It’s only natural that companies and individuals would be most focused on the local response to the COVID-19 pandemic. However, given the EACC’s focus on European-American trade and investment, we also want to support our members by sharing with you some of the most relevant information and guidance coming out of Europe. For example, on March 30 the European Commission released this practical guidance to ensure the free movement of critical workers. This guidance comes as European nations create internal border controls to limit the spread of COVID-19, and recognizes that, in the words of Nicolas Schmit (Commissioner for Jobs and Social Rights): “Thousands of women and men working hard to keep us safe, healthy and with food on the table need to cross EU borders to go to work.” Also of note are the Guidelines for border management measures to protect health and ensure the availability of goods and essential services and the Guidance on the implementation of the temporary restriction on non-essential travel to the EU.
You may also be aware of the steps that Ohio Governor Mike DeWine and the Federal Government are taking to increase the production of essential medical equipment and supplies. Similar efforts are being taken in Europe, as noted in these questions and answers issued by the European Commission to help increase production of safe medical supplies, including PPE, hand sanitizers, and the use of 3D printing.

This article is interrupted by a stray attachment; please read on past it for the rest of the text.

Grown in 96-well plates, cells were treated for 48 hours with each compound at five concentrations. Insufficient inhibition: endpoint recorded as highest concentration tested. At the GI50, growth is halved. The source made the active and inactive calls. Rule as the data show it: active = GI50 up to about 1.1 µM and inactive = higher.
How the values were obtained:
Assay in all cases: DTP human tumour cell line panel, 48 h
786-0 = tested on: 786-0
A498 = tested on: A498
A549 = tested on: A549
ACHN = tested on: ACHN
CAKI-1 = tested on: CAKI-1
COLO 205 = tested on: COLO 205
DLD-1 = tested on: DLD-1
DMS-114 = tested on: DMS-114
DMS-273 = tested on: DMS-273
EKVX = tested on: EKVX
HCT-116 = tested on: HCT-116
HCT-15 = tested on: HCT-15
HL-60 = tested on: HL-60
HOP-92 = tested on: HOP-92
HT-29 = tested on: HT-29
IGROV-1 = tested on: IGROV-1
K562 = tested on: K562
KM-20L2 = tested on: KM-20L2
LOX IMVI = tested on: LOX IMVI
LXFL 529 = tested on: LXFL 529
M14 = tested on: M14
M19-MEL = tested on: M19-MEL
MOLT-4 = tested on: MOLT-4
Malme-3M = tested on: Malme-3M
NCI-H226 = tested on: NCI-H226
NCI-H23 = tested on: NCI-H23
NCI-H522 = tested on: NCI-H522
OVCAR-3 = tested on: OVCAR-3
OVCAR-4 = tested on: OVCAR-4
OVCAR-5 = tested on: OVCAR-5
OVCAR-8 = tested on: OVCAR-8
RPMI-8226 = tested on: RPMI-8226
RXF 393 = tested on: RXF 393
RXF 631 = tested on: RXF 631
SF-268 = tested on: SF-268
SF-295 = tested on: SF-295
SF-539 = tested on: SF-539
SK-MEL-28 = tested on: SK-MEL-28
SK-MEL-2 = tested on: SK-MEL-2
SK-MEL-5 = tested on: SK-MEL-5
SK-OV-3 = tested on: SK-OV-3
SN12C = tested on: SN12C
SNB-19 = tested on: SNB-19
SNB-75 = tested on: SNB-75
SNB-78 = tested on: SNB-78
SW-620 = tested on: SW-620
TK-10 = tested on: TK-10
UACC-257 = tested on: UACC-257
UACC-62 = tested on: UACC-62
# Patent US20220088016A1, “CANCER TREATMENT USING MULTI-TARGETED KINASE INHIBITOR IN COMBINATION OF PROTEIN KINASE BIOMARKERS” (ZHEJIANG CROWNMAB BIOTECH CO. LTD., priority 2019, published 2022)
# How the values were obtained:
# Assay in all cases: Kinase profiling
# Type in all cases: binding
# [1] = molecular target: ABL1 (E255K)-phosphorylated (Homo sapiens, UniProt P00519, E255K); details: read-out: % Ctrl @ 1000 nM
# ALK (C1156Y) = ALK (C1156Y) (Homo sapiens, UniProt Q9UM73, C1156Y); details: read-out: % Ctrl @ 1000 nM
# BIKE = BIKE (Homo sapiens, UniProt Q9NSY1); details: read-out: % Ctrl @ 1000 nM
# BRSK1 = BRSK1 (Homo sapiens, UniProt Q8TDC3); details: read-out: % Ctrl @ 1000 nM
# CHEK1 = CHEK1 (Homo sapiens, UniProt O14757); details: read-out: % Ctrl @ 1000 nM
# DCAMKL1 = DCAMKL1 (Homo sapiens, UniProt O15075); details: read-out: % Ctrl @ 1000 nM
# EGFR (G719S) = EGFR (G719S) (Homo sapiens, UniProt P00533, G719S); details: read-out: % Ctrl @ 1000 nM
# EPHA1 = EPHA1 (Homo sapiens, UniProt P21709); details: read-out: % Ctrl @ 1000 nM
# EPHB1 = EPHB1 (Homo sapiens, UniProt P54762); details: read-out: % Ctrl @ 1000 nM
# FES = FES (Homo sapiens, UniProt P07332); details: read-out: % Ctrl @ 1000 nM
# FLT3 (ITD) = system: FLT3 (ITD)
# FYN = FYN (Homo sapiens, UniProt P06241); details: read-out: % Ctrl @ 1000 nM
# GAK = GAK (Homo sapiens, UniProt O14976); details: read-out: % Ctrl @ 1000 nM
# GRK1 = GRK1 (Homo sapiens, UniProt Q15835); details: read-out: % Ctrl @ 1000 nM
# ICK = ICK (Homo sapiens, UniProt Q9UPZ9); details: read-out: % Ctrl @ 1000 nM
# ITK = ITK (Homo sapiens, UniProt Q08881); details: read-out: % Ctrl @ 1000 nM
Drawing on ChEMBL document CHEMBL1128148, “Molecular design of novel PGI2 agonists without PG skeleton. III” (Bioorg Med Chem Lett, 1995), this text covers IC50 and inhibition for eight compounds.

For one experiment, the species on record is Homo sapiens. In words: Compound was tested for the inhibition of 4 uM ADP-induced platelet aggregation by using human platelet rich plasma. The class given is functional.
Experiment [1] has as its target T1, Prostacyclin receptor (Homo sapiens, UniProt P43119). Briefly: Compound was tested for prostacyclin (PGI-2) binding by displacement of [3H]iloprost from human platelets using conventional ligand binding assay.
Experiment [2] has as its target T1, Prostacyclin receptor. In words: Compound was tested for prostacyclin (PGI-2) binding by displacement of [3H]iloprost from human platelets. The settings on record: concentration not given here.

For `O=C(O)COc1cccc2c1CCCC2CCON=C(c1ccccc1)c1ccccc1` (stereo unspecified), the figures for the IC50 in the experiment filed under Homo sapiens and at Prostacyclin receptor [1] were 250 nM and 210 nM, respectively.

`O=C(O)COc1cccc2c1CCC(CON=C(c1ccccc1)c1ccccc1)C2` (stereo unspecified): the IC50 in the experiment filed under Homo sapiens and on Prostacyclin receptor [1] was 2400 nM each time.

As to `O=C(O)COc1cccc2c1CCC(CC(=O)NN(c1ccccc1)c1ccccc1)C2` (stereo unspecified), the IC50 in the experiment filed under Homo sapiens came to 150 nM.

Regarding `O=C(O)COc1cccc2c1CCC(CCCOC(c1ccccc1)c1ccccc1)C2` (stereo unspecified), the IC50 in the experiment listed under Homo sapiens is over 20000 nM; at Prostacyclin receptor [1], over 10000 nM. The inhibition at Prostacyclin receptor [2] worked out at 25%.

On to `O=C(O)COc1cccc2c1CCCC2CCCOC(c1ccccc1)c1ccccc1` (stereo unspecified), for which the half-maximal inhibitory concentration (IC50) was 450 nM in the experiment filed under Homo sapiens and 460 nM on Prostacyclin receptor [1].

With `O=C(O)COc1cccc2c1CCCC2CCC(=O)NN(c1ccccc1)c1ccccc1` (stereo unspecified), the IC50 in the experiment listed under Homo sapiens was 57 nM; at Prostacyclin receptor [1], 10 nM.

Finally, this pandemic is a significant economic blow to the global economy. While individual European governments are taking significant steps to reduce the negative impact of the crisis on their citizens, the Commission is also developing and implementing a comprehensive response to the crisis, including relaxing EU fiscal rules, revising rules on how governments can support business thought State Aid, and establishing a €37 billion (~U$40.8 billion) Coronavirus Response Investment Initiative to provide liquidity to small businesses and the health care sector.
It’s worth noting that in its Winter Economic Forecast, issued February 13, the Commission had already identified the coronavirus as a ‘new downside risk,’ stating: “The baseline assumption is that the outbreak peaks in the first quarter, with relatively limited global spillovers. The longer it lasts, however, the higher the likelihood of knock-on effects on economic sentiment and global financing conditions.” The next forecast will be issued 7 May 2020 and will be the subject of an upcoming EACC Webinar.